Question: verification of CPM values
0
gravatar for maryam.akram001
4 days ago by
maryam.akram00110 wrote:

Is there any way to determine that have i calculated the right CPM values from htseq -counts data? i calculated CPM using R

rna-seq R • 181 views
ADD COMMENTlink written 4 days ago by maryam.akram00110
0
gravatar for Kevin Blighe
4 days ago by
Kevin Blighe30k
Republic of Ireland
Kevin Blighe30k wrote:

Paste the commands that you have used, right from the word 'go' (i.e. from the start) and also what your experiment goals are.

ADD COMMENTlink written 4 days ago by Kevin Blighe30k
  library(edgeR)
    RNAseq2 <-read.delim("C:\\Users\\Com\\Desktop\\D1.tsv",header = TRUE)
    rnames <-RNAseq2[,1]
    MA <- data.matrix(RNAseq2[,2:4])
    dge <- DGEList(MA)
     getCounts(dge)
     cal <- calcNormFactors(dge,method = "TMM")
     RR <- cpm(cal,normalized.lib.sizes = FALSE)
     row.names(RR)<- rnames
      head(RR)
      write.table(RR,"C:\\Users\\hp folio\\Desktop\\TMM3.tsv",sep='\t',row.names=TRUE,col.names = TRUE)

My goal is to identify cancer related genes provided htseq-counts data

ADD REPLYlink written 4 days ago by maryam.akram00110

Okay, cool! The only thing that I would say is if you are aiming to derive data for downstream analyses, like network analysis, machine learning, et cetera, then you may want to add log=TRUE to your cpm() function in order to produce log [base 2] CPM.

Also, you should then plot the CPM data via the hist() function. It should roughly follow a normal distribution but may have 2 'humps'.

ADD REPLYlink written 4 days ago by Kevin Blighe30k

The histogram that i obtained has a long bar at the start and rest all of the bars are very small .The frequency of values ranging between 0 and 1 is higher??? is that what you mean by normal distribution??

ADD REPLYlink written 3 days ago by maryam.akram00110

No, does not sound normal at all. Sounds like a negative binomial. Did you specify log=TRUE?

ADD REPLYlink written 3 days ago by Kevin Blighe30k

Yes.i did added log=true in cpm function

ADD REPLYlink written 3 days ago by maryam.akram00110

Without seeing your histogram, I cannot really comment further. You may increase the value of breaks that you pass to the histogram.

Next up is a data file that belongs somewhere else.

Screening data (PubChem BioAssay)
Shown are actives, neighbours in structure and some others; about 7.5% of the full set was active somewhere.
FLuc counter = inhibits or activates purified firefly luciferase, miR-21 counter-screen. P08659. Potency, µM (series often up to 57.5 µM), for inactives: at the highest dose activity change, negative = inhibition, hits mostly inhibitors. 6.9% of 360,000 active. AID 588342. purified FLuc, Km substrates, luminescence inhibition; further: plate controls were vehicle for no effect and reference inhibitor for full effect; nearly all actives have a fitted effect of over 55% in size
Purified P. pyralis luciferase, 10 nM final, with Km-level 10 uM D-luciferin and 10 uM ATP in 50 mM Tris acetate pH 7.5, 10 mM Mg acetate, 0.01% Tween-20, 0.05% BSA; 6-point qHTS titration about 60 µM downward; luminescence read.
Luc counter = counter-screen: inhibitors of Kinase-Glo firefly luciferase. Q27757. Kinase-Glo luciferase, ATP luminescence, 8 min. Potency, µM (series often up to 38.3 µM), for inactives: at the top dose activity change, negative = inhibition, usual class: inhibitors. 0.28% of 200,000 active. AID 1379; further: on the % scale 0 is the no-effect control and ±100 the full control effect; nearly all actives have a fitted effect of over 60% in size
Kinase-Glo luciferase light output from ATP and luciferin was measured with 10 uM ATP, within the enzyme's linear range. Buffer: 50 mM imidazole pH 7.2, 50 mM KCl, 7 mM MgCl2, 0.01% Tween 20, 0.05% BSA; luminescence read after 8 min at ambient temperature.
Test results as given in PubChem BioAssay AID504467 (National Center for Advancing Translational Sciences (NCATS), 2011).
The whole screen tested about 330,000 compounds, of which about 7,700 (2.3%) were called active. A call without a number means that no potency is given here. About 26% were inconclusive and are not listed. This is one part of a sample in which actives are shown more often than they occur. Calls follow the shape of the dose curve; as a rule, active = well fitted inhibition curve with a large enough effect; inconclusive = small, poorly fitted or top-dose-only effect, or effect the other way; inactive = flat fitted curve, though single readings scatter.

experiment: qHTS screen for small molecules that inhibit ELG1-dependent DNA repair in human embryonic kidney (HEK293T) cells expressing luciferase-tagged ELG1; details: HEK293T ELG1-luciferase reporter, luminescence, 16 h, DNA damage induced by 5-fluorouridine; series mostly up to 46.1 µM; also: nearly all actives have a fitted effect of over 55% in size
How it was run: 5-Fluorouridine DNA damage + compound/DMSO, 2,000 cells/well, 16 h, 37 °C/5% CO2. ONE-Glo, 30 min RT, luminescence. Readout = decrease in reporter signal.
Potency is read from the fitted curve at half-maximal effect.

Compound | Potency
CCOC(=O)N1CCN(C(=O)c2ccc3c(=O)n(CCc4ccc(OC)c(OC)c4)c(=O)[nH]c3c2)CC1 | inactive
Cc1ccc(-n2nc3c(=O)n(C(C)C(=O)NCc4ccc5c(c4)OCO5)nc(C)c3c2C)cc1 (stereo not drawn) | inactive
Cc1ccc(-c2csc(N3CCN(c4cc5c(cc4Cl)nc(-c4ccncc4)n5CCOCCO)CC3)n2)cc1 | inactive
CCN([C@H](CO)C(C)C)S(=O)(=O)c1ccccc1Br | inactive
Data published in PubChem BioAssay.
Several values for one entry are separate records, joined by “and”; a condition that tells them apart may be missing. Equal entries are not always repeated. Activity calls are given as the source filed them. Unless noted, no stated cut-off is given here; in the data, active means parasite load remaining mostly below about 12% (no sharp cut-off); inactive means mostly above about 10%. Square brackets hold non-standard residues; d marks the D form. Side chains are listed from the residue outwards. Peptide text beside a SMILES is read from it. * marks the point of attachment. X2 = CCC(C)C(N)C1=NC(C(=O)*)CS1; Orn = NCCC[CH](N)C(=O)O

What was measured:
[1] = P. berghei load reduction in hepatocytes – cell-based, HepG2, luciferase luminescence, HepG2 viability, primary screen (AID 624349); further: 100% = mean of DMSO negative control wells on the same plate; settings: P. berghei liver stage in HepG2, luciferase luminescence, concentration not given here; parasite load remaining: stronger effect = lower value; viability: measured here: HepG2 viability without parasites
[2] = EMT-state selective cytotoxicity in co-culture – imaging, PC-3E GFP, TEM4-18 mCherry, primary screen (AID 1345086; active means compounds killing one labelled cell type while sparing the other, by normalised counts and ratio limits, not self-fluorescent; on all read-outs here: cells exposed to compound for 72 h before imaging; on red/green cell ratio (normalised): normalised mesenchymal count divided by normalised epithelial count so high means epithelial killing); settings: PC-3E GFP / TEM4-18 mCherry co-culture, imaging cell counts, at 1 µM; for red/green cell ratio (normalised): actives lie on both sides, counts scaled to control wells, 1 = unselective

Edit: I also assume that you filtered out low count transcripts prior to normalisation. Is there any reason why your data would have very high low-count transcripts?

ADD REPLYlink modified 2 days ago • written 2 days ago by Kevin Blighe30k

why are you so much emphasizing on normal distribution ?? why it is not ok if my normalized data have negative values?? i must have uploaded histogram if there is some option to upload image.May be negative values show down regulated and positive values show unregulated.

ADD REPLYlink modified 2 days ago • written 2 days ago by maryam.akram00110

You have asked people to check your data distribution but you have not even shown it...

Take a look here: How to add images to a Biostars post

Some downstream programs require data to be normally-distributed; others do not. What is your goal?, i.e., what is your downstream analysis plan? Stating 'identify cancer related genes' is not sufficient information, unfortunately.

ADD REPLYlink modified 2 days ago • written 2 days ago by Kevin Blighe30k

enter image description here

ADD REPLYlink written 2 days ago by maryam.akram00110

histogram

ADD REPLYlink written 2 days ago by maryam.akram00110

histogram Capture

ADD REPLYlink written 2 days ago by maryam.akram00110

I have obtained the histogram. and i am going to classify (identify) cancer related genes using machine learning algorithm(PSO +SVM)

ADD REPLYlink written 2 days ago by maryam.akram00110

Cool - thank you. It really looks like you have a lot of low count transcripts, which is distorting the data distribution. The current distribution that you have is not suited for machine learning algorithms (assuming that the algorithms that you are aiming to use expect data to be normally-distributed - you, as the analyst, need to check this).